July 15, 2020  | By

By: Tanuj Palvia, MD.

Unbeknownst to many folks, I used to be significantly overweight up until my teenage years. As a result, my knees suffered premature wear, and now that I am about to hit my 40s, I am reminded of my chunky past more than ever! And even though the knee sounds anatomically mundane, in diagnosing myself I came to learn the knee is actually a very amazing mechanical unit, and its fitness and maintenance are crucial to our everyday lives.

First, it is important to understand the anatomy. The knee is a complex structure consisting of four bones—the thigh bone called the femur, the shinbone called the tibia, a tiny bone behind it called the fibula, and the kneecap also known as the patella. There are strong ligaments and tendons that function as straps to hold these bones together. Additionally, there is cartilage beneath the kneecap and between the bones to cushion and stabilize the knee. Damage to any one of the structures listed above can be responsible for knee pain.

Knee Pain Causes

Here are the most common knee pain causes:

  • Osteoarthritis: Usually osteoarthritis or rheumatoid arthritis. Osteoarthritis implies a degenerative process that results from the “wear and tear” of the cartilage in the knee. Though common in folks over the age of 50, younger folks (such as myself!) can also experience this if there is a premature erosive process to the cartilage, such as that resulting from obesity.
  • Rheumatoid Arthritis: Arthritis can also result from rheumatoid arthritis, whereby the body’s immune system antibodies begin to attack and destroy the cartilage in the joint. In addition to pain, swelling, redness, and warmth over the kneecap may develop. Unlike osteoarthritis, knee pain from rheumatoid arthritis tends to improve with activity.
  • Knee Ligament Injuries: A ligament is a structure that holds bones together within a joint. In the knee, there are four primary ligaments in your knee—two collateral ligaments (found on either side of the knee) and two cruciate ligaments (which cross each other centrally in the joint and therefore serve as the primary essential anchors for stabilization).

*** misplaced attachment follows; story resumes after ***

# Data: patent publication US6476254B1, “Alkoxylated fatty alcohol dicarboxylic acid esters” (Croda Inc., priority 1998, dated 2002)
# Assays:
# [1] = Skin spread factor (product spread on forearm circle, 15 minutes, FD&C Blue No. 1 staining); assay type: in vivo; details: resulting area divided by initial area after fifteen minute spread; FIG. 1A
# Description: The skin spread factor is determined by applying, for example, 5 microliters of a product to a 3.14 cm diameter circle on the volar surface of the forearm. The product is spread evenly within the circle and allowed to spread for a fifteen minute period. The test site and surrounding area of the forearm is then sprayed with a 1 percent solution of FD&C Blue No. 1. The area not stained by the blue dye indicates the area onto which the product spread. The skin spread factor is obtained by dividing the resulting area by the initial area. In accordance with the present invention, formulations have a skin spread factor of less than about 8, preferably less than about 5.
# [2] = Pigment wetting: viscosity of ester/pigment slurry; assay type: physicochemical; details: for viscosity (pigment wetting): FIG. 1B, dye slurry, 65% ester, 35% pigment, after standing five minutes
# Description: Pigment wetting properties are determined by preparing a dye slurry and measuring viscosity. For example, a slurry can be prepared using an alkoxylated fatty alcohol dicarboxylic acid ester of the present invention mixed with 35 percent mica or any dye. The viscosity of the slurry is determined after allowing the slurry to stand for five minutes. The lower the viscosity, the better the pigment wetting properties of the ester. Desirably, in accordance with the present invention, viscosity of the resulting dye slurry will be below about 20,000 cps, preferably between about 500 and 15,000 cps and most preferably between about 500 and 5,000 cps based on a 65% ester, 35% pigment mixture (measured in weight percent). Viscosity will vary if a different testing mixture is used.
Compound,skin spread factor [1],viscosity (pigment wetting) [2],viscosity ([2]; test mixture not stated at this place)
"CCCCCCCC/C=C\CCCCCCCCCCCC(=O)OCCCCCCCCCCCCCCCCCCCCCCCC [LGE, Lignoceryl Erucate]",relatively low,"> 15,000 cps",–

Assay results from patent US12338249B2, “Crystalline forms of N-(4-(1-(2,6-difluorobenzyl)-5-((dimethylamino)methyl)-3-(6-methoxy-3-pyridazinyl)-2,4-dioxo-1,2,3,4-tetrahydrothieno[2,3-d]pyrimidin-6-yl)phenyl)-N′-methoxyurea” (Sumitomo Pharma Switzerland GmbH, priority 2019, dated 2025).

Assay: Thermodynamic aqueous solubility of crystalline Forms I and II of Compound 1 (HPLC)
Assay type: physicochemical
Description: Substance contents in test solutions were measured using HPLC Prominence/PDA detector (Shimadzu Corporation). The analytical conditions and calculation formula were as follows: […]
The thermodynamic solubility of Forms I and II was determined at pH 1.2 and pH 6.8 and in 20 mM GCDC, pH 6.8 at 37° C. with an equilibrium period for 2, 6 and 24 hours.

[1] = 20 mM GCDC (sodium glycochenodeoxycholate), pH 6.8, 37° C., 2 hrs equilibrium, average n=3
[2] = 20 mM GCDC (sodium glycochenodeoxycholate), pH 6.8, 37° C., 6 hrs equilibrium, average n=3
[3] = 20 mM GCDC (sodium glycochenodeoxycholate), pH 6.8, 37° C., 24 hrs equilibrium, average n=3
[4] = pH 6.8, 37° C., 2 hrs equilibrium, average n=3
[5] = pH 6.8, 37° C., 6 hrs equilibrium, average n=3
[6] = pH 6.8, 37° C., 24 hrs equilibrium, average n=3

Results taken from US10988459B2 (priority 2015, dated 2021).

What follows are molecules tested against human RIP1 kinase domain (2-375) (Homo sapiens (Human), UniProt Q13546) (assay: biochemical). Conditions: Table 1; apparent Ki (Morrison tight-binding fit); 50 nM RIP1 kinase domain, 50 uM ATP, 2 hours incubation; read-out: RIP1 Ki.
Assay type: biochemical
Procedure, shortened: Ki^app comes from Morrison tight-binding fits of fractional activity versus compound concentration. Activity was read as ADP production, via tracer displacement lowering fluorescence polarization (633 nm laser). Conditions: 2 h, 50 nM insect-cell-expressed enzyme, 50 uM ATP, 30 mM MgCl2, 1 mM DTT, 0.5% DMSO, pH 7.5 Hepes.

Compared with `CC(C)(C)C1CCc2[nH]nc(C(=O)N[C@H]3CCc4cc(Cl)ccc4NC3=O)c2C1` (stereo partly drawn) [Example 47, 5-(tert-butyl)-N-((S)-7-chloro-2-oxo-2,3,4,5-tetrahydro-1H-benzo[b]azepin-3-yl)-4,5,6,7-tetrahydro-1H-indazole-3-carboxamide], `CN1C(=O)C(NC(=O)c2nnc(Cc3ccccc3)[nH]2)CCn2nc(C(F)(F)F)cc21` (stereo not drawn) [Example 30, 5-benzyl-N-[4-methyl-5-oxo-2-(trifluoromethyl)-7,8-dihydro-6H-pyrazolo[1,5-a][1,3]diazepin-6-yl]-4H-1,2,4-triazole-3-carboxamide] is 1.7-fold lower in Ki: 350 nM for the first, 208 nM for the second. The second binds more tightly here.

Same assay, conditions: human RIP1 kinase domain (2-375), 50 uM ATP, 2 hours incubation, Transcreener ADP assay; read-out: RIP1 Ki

• Injury to the medial collateral ligament (MCL) often results from a direct blow to the outside of the knee, which causes knee pain inside the knee.
    • A blow to the inside of the knee may cause a lateral collateral ligament (LCL) injury, which causes pain to the outside of the knee.
    • Anterior cruciate ligament injuries are the most common type of knee injury, often resulting from a direct blow or a sudden change in direction or speed when running.2 Usually, a “popping” noise is heard, along with sudden swelling, and a giving out of the knee.
    • Posterior cruciate ligament injuries are uncommon and are generally caused by some sort of high-energy force to the knee (for example, a bent knee colliding with the dashboard during a car accident)
  • Meniscus Tear: There are two crescent-shaped thicker pieces of cartilage that sit right above the shin bone and provide cushioning for the overlying femur, almost as shock absorbers. Tearing of the meniscus is common in younger patients often during sports, or in the elderly as the cartilage weakens with age. A person with a meniscus tear may initially hear a “pop” when the tear occurs. This is followed by a gradual development of knee stiffness and swelling, along with knee clicking, locking, or catching.
  • Patellofemoral Syndrome: a very common injury amongst adolescents, it is usually caused by vigorous activities like running, squatting, or climbing stairs. that put stress on the knee, specifically on the cartilage behind the knee cap. Oftentimes, people with this condition describe a dull aching pain felt underneath the kneecap that becomes sharp with activity.
  • Prepatellar Bursitis: when the bursa, a flail filled sac that is positioned in front of the knee cap, becomes inflamed— is most commonly caused by people who frequently kneel, like gardeners or carpet layers.
  • Baker’s Cyst: A Baker’s cyst is swelling in the back of the knee joint, usually associated with another underlying problem such as a meniscus tear. Usually, a tightening pain is felt in the back of the knee and is often associated with knee stiffness and a palpable bulge that worsens with activity.
  • Iliotibial Band Syndrome: Refers to inflammation of the iliotibial band—a thick collection of fibers that runs along the outside of the thigh. Iliotibial band inflammation commonly happens as a result of overuse, especially in runners, and causes an aching, burning pain on the outside of the knee joint. Sometimes, the pain spreads up the thigh to the hip.

A knee pain diagnosis first requires a focused medical history by a medical professional. When I interview someone for knee pain, I wish to identify the quality of pain (such as aching, sharp or burning), the location, the chronology, and any pertinent history that may have contributed. Physical exam and imaging (X-ray/MRI) can help confirm a diagnosis. This is most important, as understanding the precise cause of knee pain is key to the formulation of an effective knee pain treatment plan —one that optimizes the relief of symptoms and the return to normal function. If you’re suffering from knee pain and would like us to guide you through a treatment plan, reach out to us by phone or fill out the form below.


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